The fifth annual literature festival, better known as Mountain Echoes have begun in the Bhutanese capital Thimphu on Wednesday (21 May).
The festival celebrates the literature, art, culture and music of Bhutan and its neighbouring countries, mostly India.
The three-day festival promises to offer a balanced account of many myths, peek into Bhutan’s textiles and soulful music, along with staple dose of democracy, crime and gender writing.
An initiative of the India-Bhutan Foundation, the festival is managed by Indian non-profit literature promotion group Siyahi with the support of Bhutan’s queen mother Ashi Dorji Wangmo Wangchuck who is the chief royal patron of the festival.
The festival will host more than 50 speakers from South Asia and around the world who will speak on the subjects spread over different genres: from texture of mountain writing to environmental concerns; crime writing to concerns with democracy; popular fiction and gender writing to poems and plays.
Brainchild of programme directors Namita Gokhale – also a key person in the organisation of the Jaipur Literary Festival; Pramod Kumar K.G, managing director of a museum consulting company; Kunzang Choden, the first Bhutanese woman to write a novel in English and Siok Sian Dorji, a print and broadcast journalist – the festival fosters cultural diplomacy between two democratic nations.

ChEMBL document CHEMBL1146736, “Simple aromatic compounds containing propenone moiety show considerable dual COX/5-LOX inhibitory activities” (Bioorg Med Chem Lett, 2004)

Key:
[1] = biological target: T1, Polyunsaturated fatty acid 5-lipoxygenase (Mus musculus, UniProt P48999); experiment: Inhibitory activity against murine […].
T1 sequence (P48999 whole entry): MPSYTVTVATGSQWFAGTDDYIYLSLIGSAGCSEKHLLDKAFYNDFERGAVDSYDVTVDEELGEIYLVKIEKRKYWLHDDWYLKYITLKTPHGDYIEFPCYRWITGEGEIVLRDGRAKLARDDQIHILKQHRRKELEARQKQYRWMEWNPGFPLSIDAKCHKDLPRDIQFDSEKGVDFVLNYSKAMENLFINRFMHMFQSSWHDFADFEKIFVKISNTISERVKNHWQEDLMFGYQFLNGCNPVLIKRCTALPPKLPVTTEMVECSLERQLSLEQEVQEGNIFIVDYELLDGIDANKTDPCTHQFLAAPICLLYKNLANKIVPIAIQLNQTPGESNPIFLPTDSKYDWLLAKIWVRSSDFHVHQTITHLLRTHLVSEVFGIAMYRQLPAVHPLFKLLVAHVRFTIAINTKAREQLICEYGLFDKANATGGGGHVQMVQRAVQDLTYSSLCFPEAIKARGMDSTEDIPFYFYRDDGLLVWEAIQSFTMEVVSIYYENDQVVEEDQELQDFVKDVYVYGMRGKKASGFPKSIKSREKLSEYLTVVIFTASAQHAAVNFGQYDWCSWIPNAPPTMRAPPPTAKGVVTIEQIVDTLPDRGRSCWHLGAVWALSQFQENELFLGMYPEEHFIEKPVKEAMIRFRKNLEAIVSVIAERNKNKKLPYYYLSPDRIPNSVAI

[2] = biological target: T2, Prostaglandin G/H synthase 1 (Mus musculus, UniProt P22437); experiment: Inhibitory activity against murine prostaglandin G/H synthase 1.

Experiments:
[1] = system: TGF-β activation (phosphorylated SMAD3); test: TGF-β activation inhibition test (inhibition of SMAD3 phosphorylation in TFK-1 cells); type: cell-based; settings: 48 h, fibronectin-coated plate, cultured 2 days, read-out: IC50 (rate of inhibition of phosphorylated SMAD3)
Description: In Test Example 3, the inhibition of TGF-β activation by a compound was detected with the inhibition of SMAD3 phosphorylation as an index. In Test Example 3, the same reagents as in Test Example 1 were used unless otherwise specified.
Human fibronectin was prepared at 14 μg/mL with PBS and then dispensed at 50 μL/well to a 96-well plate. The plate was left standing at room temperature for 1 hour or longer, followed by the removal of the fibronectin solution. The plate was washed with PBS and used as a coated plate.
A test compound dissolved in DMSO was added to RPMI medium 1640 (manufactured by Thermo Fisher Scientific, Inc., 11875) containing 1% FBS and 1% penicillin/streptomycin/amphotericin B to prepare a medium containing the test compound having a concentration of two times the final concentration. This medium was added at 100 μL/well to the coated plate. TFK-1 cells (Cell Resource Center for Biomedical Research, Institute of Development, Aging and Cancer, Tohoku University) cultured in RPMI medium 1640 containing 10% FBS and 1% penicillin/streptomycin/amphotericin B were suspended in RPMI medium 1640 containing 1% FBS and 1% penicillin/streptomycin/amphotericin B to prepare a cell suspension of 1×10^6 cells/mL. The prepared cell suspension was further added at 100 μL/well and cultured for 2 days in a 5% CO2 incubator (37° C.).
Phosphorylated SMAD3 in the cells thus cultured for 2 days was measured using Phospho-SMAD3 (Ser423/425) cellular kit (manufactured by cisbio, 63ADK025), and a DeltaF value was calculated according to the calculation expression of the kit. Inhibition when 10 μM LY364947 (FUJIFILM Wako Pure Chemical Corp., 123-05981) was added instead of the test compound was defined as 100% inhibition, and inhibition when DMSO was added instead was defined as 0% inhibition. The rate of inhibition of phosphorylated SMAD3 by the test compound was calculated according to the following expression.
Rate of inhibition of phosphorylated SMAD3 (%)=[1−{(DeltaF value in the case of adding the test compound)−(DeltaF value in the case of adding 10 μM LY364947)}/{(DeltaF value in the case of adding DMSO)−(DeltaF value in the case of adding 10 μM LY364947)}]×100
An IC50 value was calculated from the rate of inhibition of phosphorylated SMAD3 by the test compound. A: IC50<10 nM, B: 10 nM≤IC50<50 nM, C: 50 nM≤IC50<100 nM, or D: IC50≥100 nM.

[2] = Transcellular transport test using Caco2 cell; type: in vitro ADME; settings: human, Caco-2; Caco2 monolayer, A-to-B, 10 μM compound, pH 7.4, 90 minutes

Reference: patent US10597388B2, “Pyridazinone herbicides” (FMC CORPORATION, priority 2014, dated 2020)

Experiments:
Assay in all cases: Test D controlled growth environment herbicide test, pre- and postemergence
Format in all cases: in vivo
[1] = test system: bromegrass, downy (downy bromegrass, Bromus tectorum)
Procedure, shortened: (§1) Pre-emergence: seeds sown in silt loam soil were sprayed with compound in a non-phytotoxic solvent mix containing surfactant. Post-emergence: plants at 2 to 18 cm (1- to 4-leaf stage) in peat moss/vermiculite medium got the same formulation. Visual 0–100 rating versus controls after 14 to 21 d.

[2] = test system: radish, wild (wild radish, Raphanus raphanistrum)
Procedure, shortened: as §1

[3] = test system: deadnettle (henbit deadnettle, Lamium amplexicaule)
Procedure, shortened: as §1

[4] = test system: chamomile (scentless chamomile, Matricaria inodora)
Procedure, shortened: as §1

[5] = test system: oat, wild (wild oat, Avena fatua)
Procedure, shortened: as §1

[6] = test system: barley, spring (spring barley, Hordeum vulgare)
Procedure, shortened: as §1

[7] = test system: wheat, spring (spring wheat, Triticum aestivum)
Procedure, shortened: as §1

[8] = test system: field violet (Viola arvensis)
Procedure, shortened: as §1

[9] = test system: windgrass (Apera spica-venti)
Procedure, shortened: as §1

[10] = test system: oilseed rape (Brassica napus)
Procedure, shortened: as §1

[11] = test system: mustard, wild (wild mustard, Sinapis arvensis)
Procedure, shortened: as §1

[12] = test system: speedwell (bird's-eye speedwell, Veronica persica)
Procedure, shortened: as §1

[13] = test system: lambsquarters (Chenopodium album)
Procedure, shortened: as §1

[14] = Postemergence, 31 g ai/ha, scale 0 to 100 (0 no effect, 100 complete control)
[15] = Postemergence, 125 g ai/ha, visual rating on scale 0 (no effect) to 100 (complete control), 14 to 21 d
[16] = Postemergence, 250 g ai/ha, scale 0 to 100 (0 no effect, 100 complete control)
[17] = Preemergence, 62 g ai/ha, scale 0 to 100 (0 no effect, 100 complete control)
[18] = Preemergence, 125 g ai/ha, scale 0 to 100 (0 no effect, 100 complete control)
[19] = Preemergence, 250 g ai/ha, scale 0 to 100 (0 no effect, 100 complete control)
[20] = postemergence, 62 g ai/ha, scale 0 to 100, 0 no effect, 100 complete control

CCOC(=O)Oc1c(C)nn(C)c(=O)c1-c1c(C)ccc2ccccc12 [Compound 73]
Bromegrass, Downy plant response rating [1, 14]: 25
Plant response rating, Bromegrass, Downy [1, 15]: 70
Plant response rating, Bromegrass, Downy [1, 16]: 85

Other speakers of the festival include Advaita Kala, author of “Almost Single”, art curator Alka Pandey, Hindi writer Ashok Vajpeyi, writer and anthropologist Dolma C. Roder, sociologist Dipankar Gupta, academician Gavin Franc of “Long Exposure – The Camera at Udaipur, 1857-1957”, Bhutanese author Lily Wangchuk, author-columnist-diplomat Navtej Sarna and filmmaker Tashi Gyeltshen.
Some of the interesting sessions that will give a peak into the Himalayan culture are: “Pema Lingpa Tradition” where Buddhist philosopher Ani Kinley and Dorji Gyeltshen will be in conversation with scholar and social worker Karma Phuntsho and trace life of the famous saint and “Pilgrimages and the Journey of Folk Literature” where speakers will connect the journey of holy walks with folklore.
Glimpses of Bhutanese life will reflect on the big screen through movie screenings and will throw life on the mundane life, their religious beliefs and role of the women in the Bhutanese society.
“Village on Treasure Hill”, “Bhutan Women Forward” “Indian Roots of Tibetan Buddhism”, “The Yak Herder’s Son” are some of the films that will be screened during the festival.
Concerts by musical bands – Zhaw and the Ngorigaps, The Baby Boomers, Poisoned Apples and Daydream Farmers – will throw light on the lesser-known musical musings of the country.